President Obama is lucky in his opponents, particularly when it comes to explaining why America's influence is waning in the Middle East. The issue was hardly mentioned in the election, aside from a botched attempt by Mitt Romney to blame the administration for the death of Chris Stevens, the US ambassador to Libya, and for the burning of the US consulate in Benghazi.
Romney soon steered away from his initial posture of attacking Obama for "apologising for America" and failing to assert US power. He recognised that the one thing the US electorate does not want is another war in the Middle East. By beating the patriotic drum too hard, Romney risked voters remembering that it was the Republicans who, not so long ago, led them into failed wars in Iraq and Afghanistan. On a more prosaic level, Romney may have sensed he would be vulnerable on topics he knew nothing about.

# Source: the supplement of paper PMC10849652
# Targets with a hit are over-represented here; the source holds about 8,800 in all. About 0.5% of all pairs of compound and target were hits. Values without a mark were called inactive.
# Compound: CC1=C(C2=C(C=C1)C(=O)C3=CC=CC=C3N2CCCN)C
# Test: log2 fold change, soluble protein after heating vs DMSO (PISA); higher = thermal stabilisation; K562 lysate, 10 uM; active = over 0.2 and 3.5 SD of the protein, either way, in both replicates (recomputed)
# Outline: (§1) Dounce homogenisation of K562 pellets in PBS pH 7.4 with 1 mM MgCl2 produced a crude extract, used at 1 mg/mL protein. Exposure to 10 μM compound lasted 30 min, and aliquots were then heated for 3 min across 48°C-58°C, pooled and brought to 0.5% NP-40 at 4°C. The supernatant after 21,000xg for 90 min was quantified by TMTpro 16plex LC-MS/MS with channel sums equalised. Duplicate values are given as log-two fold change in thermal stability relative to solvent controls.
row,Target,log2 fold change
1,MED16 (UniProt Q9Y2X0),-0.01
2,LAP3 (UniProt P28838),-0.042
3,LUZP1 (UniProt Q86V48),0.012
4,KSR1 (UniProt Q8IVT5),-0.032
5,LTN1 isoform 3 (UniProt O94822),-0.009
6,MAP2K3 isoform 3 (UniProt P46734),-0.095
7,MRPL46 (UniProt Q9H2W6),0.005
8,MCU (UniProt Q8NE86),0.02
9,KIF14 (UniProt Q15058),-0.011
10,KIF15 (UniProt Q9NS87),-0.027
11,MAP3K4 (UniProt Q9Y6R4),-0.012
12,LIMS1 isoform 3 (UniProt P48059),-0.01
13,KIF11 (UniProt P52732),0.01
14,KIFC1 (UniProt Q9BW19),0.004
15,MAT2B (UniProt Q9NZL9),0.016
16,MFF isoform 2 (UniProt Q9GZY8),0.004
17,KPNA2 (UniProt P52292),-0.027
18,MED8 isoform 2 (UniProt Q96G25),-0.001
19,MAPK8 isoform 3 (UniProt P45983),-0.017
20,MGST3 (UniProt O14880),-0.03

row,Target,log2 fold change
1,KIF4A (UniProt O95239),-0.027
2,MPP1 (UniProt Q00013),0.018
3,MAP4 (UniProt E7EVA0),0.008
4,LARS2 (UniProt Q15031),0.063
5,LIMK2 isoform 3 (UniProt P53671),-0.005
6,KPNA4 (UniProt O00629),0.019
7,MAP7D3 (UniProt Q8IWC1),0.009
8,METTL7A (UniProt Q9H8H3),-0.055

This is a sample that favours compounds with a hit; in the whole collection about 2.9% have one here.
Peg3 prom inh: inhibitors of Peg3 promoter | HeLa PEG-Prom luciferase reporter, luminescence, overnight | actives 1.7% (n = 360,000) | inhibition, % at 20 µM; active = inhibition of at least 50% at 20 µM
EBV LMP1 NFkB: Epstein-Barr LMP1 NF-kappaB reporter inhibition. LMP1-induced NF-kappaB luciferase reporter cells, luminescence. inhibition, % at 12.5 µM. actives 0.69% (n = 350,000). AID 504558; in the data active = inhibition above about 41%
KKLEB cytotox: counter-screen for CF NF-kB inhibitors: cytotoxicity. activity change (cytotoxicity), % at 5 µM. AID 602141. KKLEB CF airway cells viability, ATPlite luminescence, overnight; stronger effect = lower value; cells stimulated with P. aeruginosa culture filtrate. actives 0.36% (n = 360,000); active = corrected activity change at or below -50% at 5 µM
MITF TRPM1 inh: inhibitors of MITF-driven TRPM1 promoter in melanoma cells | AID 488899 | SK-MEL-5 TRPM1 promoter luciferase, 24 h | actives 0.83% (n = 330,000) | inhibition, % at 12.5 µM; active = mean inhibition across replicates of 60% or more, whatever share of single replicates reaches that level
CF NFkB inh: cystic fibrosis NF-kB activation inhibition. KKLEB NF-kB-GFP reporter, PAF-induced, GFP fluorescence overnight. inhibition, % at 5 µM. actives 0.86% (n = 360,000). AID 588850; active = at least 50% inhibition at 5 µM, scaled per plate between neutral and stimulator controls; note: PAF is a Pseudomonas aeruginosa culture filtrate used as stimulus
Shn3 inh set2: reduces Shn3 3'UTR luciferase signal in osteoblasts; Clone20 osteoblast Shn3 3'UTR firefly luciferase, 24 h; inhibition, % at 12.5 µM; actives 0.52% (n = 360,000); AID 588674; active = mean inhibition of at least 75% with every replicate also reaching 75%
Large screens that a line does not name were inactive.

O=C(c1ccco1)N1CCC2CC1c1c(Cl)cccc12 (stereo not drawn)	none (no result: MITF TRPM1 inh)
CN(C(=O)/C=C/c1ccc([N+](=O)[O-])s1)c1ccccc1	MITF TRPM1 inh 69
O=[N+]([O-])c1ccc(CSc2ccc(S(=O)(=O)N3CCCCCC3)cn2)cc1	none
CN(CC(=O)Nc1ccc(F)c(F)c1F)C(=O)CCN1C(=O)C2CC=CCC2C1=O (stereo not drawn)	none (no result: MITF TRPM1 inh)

This near immunity from effective criticism during the campaign does not mean that Obama is not facing dangers across the region with which he has previously failed to grapple successfully.
Afghanistan is a good example. The "surge", which preoccupied the White House when Obama first took office in 2009, led to an extra 33,000 soldiers being sent to Afghanistan, where they wholly failed to eliminate the Taliban. The remaining 112,000 Nato troops will be withdrawn by the end of 2014, bringing to an end one of the more disastrously unproductive wars in American history. The US and its allies are supposedly training up Afghan security forces to take their place, but so many American and British soldiers have been killed by Afghan soldiers and police that the transition is turning into a debacle.